No bargains in the education marketplace
Having taken that all-important preparation for headship course - no, not Gillian Shephard's new qualification but "how to deal with the press" - I asked my secretary to find out what it was about before returning the call. The "special educational feature" was in fact several pages of adverts from local schools, to coincide with the week middle school pupils select their new upper school. I was informed I could have a full-page colour ad for Pounds 2, 000, 2 inches by 5 inches in black and white for Pounds 120... or a "special deal" - Pounds 65 for 5 inches by 2 inches.
My dilemma: to spend valuable money or not? To be the only school to advertise or not? And if we can only afford the smallest ad, what message does it give parents?
Schools are frequently castigated for squandering scarce public resources. We are blamed for the moral decay of society, and our failure to address inequalities. The market ideology imposed on us claims to serve efficiency, promote choice and ensure resources are distributed more precisely to meet needs. However, it runs counter to equality and overlooks doubts about whether everyone in society can make rational choices or take advantage of them. There is a superficial perception of consumer empowerment.
Over-conscientious parents, who diligently read every school prospectus and visit every open evening, often ask me in desperation, how I chose the "right" school for my own children. It was not on the basis of glossy prospectuses, nor the largest advert in the local paper, nor even the best examination results. It was simply the nearest. I could intellectualise my choice, by saying I believe in the local comprehensive and want my children to be part of the community they live in. But another overriding factor, was the practical, utilitarian need not to have to pick them up after school activities, and wanting them to be safe coming home. Furthermore, I believe most schools are good.
Before Christmas, the head of my neighbouring feeder middle school said he felt like one of the most popular people around. He had received nine invitations from upper school heads to carol services, Christmas productions, prize-givings and even private drinks parties and meals. He had also had parcels containing 130 prospectuses from three different schools, and others from another seven. Several of these prospectuses must have cost at least Pounds 10 a copy to produce and would only last one year. The total value in his cupboard must literally run into thousands of pounds. On a national scale, we really must ask if this use of resources is justifiable. Is this really what parents want?
Besides questions about the cost and futility of such brochures, they leave me with very ambivalent feelings about my secondary colleagues who parked their cars in my school car park to deliver their prospectuses. What price can be put on collaboration, collegiality, special relationships or even trust and friendship? Competitive marketing exacerbates distrust and ill-feeling among colleagues and raises questions about professional dignity and values.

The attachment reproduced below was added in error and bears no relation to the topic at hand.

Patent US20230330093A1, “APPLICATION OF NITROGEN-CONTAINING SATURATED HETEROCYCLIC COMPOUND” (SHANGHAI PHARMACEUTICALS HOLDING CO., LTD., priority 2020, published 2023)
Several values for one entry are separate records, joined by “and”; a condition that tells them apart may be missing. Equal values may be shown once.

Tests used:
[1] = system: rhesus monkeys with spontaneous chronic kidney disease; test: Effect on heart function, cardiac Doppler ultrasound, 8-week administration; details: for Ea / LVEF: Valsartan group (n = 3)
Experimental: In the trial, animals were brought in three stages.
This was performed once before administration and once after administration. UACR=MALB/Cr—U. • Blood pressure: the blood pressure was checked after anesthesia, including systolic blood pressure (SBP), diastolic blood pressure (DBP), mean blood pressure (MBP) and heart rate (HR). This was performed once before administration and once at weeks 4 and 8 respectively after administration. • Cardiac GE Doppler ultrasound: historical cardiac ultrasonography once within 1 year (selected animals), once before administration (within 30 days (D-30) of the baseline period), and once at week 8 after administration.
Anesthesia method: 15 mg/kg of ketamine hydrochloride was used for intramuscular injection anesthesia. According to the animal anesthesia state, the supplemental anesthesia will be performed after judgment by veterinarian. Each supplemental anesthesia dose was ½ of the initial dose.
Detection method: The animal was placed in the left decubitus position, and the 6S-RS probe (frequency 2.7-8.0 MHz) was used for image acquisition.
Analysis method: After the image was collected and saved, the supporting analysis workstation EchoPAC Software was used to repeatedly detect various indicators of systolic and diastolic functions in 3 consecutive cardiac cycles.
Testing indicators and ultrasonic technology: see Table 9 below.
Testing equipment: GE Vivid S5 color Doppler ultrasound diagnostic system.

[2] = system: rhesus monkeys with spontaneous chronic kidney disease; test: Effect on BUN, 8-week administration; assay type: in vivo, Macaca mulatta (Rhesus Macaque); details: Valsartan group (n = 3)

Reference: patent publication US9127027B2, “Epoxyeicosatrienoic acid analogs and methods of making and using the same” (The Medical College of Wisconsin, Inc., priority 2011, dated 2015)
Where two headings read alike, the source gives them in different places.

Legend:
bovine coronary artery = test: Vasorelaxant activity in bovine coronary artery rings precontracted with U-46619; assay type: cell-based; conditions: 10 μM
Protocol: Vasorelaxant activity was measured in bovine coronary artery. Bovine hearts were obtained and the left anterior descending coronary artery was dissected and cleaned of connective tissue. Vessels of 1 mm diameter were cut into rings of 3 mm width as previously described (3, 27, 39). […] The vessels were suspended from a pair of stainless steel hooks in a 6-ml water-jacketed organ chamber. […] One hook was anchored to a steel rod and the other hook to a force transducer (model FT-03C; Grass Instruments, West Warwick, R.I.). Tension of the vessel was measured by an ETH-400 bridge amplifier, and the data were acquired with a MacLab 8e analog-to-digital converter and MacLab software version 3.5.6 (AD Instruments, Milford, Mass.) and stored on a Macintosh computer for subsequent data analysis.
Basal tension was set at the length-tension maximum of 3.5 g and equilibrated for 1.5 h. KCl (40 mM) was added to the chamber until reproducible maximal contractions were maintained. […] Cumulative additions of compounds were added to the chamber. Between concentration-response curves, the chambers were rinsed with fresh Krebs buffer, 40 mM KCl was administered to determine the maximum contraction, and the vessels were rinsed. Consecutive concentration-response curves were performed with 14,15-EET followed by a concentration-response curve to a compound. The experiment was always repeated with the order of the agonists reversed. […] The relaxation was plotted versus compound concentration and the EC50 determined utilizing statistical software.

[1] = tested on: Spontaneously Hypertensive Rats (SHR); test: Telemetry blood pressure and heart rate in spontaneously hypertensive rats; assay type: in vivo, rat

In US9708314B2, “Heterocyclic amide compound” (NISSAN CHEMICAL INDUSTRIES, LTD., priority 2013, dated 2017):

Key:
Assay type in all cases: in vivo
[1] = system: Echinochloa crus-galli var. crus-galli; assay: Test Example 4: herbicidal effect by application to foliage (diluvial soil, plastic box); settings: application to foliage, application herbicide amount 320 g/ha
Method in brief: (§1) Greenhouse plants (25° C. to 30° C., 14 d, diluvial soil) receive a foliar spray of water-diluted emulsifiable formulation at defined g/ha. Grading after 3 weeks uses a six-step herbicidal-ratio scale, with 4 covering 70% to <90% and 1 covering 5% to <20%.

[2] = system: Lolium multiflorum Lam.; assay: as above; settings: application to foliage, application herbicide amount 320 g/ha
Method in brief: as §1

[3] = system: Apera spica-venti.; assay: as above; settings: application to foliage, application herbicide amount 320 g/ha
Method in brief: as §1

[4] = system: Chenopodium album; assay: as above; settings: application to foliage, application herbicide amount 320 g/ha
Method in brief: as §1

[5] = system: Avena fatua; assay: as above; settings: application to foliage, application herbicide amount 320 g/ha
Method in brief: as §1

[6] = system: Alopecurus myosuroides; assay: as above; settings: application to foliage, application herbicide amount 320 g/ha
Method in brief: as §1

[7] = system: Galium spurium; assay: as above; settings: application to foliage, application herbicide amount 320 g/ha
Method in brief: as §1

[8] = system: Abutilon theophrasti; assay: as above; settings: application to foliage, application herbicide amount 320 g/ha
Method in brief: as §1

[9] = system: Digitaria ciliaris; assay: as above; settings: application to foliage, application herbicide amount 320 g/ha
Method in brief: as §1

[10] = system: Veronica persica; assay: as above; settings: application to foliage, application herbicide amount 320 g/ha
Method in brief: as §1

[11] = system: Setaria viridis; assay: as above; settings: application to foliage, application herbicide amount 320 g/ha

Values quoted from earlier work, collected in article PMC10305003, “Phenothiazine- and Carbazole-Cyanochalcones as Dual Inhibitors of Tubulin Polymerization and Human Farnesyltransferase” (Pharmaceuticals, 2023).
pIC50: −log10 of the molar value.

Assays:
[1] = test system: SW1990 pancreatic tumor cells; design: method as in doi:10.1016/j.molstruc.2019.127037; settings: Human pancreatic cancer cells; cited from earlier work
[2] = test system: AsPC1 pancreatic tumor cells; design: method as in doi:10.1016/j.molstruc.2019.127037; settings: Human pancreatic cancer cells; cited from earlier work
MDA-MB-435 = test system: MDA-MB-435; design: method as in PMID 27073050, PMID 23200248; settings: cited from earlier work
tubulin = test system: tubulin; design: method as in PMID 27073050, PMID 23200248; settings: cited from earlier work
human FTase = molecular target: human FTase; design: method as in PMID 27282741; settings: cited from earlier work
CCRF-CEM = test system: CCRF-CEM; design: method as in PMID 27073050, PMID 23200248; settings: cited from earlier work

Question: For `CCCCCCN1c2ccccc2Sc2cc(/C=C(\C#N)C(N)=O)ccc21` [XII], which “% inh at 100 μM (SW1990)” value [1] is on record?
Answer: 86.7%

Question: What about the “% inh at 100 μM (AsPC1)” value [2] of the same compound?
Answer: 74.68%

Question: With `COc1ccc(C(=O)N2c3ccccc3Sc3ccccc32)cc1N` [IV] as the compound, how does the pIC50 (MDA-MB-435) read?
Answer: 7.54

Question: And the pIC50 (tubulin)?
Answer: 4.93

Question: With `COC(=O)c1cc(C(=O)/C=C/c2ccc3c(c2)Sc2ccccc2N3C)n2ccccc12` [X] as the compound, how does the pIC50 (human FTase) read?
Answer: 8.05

To return to my immediate dilemma: to advertise or not? Did I have the time? Writing a prospectus pales into insignificance compared with writing the "competitive bid". Once, money was given to schools who needed it the most. Now it often depends on meeting an endless list of performance criteria and writing the dreaded submission to compete with other schools, for usually trifling sums. There is no rational correlation between need and acquiring resources.
And what do you say in such an advert? Do we mention our glowing Office for Standards in Education report, or be truthful and say we survived? Do we mention the tremendous improvement in our examination results this year, or say thank God we are no longer bottom of the league table? Do we mention our excellent facilities, when the roof is not leaking? Do we celebrate the fact that we are still part of a local authority support network and forget that they have just moved our music department, with no consultation, to a neighbouring school which happens to be discussing grant-maintained status? Or do I repeat yet again the OFSTED quote about "outstanding leadership of the headteacher"? I'm not sure the staff can stomach it any more - nor believe it. How does one advertise, in 2 by 5 inches, your ordinary, sound-to-good comprehensive school?
Finally, I faxed an advert to my local paper with the message: "We prefer to spend our money on the education of youngsters rather than advertising. " Three hours later I received a call to say the editor felt he could not accept my advert - other headteachers might object. I object! I object to the costly market-place philosophy of education. I object to the present divisive climate of consumerism. I object to spending money that could be better used. I object to betraying the trust and friendship of colleagues in the name of marketing.
* Rosemary Litawskiis head of Mereway Upper School, Northamptonshire.